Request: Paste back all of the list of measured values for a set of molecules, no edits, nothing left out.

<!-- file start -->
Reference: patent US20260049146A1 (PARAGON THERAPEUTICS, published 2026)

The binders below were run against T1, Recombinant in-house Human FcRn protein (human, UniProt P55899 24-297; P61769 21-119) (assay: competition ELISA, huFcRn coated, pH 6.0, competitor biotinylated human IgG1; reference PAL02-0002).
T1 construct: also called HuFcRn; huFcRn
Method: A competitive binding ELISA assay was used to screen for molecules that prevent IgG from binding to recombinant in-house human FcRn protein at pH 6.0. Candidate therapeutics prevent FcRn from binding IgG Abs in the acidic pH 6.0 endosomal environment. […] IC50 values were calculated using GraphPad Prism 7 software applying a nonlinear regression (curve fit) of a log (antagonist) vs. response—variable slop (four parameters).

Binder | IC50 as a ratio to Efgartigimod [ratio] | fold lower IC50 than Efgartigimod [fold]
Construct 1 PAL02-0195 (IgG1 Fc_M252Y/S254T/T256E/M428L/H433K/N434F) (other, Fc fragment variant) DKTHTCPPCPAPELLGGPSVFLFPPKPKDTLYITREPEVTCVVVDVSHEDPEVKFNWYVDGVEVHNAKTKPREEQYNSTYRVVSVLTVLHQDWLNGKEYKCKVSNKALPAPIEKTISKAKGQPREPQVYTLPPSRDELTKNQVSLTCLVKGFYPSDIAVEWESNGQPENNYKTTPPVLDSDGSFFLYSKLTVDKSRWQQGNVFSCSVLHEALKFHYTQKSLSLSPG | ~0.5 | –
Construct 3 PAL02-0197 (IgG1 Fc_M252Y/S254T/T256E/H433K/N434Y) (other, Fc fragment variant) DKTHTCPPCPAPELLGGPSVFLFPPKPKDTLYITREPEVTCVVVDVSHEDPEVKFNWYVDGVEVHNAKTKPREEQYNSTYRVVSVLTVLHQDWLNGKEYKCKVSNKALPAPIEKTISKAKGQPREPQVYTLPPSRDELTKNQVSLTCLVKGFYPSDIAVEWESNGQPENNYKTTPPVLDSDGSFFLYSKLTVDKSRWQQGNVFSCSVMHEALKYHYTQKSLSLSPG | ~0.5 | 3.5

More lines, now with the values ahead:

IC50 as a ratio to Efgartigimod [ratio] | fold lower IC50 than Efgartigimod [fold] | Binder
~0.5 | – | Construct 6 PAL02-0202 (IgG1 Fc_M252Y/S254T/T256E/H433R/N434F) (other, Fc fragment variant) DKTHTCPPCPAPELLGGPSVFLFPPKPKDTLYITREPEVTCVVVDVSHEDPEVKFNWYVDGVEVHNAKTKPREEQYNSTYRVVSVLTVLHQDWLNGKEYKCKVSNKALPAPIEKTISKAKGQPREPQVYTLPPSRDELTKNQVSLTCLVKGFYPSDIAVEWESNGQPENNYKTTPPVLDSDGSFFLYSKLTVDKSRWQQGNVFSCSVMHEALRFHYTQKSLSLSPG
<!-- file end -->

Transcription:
Reference: patent US20260049146A1 (PARAGON THERAPEUTICS, published 2026)

The binders below were run against T1, Recombinant in-house Human FcRn protein (human, UniProt P55899 24-297; P61769 21-119) (assay: competition ELISA, huFcRn coated, pH 6.0, competitor biotinylated human IgG1; reference PAL02-0002).
T1 construct: also called HuFcRn; huFcRn
Method: A competitive binding ELISA assay was used to screen for molecules that prevent IgG from binding to recombinant in-house human FcRn protein at pH 6.0. Candidate therapeutics prevent FcRn from binding IgG Abs in the acidic pH 6.0 endosomal environment. […] IC50 values were calculated using GraphPad Prism 7 software applying a nonlinear regression (curve fit) of a log (antagonist) vs. response—variable slop (four parameters).

Binder | IC50 as a ratio to Efgartigimod [ratio] | fold lower IC50 than Efgartigimod [fold]
Construct 1 PAL02-0195 (IgG1 Fc_M252Y/S254T/T256E/M428L/H433K/N434F) (other, Fc fragment variant) DKTHTCPPCPAPELLGGPSVFLFPPKPKDTLYITREPEVTCVVVDVSHEDPEVKFNWYVDGVEVHNAKTKPREEQYNSTYRVVSVLTVLHQDWLNGKEYKCKVSNKALPAPIEKTISKAKGQPREPQVYTLPPSRDELTKNQVSLTCLVKGFYPSDIAVEWESNGQPENNYKTTPPVLDSDGSFFLYSKLTVDKSRWQQGNVFSCSVLHEALKFHYTQKSLSLSPG | ~0.5 | –
Construct 3 PAL02-0197 (IgG1 Fc_M252Y/S254T/T256E/H433K/N434Y) (other, Fc fragment variant) DKTHTCPPCPAPELLGGPSVFLFPPKPKDTLYITREPEVTCVVVDVSHEDPEVKFNWYVDGVEVHNAKTKPREEQYNSTYRVVSVLTVLHQDWLNGKEYKCKVSNKALPAPIEKTISKAKGQPREPQVYTLPPSRDELTKNQVSLTCLVKGFYPSDIAVEWESNGQPENNYKTTPPVLDSDGSFFLYSKLTVDKSRWQQGNVFSCSVMHEALKYHYTQKSLSLSPG | ~0.5 | 3.5

More lines, now with the values ahead:

IC50 as a ratio to Efgartigimod [ratio] | fold lower IC50 than Efgartigimod [fold] | Binder
~0.5 | – | Construct 6 PAL02-0202 (IgG1 Fc_M252Y/S254T/T256E/H433R/N434F) (other, Fc fragment variant) DKTHTCPPCPAPELLGGPSVFLFPPKPKDTLYITREPEVTCVVVDVSHEDPEVKFNWYVDGVEVHNAKTKPREEQYNSTYRVVSVLTVLHQDWLNGKEYKCKVSNKALPAPIEKTISKAKGQPREPQVYTLPPSRDELTKNQVSLTCLVKGFYPSDIAVEWESNGQPENNYKTTPPVLDSDGSFFLYSKLTVDKSRWQQGNVFSCSVMHEALRFHYTQKSLSLSPG